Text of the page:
A case of pirfenidone-induced sarcoid-like reaction
Published in the journal CHEST, the authors describe the first known case of a sarcoid-like reaction developing after initiation of pirfenidone for IPF (Idiopathic pulmonary fibrosis).

A 65-year-old, nonsmoking male developed a chronic cough. In October 2012, a chest CT scan demonstrated traction bronchiectasis with subpleural and basilar predominant reticulation. There was no honeycombing, air trapping, or lymphadenopathy. The patient had no occupational or environmental risk factors for granulomatous disease.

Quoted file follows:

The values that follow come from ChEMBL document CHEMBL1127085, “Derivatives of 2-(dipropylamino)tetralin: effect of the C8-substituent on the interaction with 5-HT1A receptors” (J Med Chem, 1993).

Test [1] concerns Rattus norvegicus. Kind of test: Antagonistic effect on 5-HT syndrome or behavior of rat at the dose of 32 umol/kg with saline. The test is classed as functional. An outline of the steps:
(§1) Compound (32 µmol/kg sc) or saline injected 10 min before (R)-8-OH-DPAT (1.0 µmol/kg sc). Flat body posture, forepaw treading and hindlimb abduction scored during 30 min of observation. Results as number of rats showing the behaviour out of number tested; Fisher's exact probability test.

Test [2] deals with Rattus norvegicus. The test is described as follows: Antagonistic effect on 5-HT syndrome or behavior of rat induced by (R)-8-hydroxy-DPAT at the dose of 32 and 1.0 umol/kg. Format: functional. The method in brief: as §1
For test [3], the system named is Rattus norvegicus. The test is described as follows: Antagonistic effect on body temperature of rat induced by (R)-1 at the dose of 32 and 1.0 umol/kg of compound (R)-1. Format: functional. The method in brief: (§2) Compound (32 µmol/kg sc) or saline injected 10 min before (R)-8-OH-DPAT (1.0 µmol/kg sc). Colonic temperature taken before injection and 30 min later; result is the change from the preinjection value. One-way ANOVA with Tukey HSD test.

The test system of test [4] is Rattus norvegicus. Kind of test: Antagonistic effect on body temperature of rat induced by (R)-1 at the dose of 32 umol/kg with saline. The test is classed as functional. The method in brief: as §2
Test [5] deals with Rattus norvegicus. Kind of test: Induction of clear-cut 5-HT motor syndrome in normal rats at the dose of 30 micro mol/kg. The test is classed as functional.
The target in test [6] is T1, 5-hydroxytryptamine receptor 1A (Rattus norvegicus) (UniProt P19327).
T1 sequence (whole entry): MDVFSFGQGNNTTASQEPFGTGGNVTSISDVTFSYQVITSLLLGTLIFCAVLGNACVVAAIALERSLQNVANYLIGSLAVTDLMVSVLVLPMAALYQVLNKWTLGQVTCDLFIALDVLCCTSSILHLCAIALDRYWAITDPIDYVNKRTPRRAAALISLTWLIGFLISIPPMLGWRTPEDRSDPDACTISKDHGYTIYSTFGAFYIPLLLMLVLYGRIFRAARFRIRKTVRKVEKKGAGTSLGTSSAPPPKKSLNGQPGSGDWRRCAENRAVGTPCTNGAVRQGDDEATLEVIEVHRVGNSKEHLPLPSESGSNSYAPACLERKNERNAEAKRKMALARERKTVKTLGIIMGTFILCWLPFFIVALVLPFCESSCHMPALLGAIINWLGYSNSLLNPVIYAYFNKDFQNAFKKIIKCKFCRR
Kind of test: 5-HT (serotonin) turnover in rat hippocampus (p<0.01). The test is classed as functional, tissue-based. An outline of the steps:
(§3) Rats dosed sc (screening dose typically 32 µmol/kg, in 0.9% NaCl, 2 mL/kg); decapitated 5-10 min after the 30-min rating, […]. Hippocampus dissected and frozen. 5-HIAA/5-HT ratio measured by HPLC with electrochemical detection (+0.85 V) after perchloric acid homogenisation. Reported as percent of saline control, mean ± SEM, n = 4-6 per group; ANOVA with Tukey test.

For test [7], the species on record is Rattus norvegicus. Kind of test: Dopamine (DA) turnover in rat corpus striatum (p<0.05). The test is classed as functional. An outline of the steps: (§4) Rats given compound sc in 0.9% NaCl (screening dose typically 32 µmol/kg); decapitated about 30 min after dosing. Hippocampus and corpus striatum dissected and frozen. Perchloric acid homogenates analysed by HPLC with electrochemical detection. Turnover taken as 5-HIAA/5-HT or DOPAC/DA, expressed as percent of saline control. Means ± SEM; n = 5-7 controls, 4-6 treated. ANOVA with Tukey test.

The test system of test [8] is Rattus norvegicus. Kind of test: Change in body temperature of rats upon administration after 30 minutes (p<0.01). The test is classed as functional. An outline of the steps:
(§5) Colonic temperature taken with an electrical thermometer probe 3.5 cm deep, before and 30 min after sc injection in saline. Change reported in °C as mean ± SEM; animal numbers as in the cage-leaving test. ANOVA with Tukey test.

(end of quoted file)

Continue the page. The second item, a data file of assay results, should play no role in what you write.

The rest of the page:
He underwent a surgical lung biopsy and pathology was consistent with usual interstitial pneumonia. No granulomas were present. The patient was given a diagnosis of IPF on the basis of his clinical presentation and pathology. The patient’s functional status continued to decline, and he was referred for lung transplant evaluation.

In April 2015, he was started on pirfenidone, one of the two medications approved to slow disease progression in IPF.3 He tolerated the maximum dose of 801 mg three times per day; however, his disease continued to progress and he became dependent on supplemental oxygen.

A repeat CT scan in January 2016 demonstrated progression of the fibrosis and new diffuse mediastinal and abdominal lymphadenopathy.

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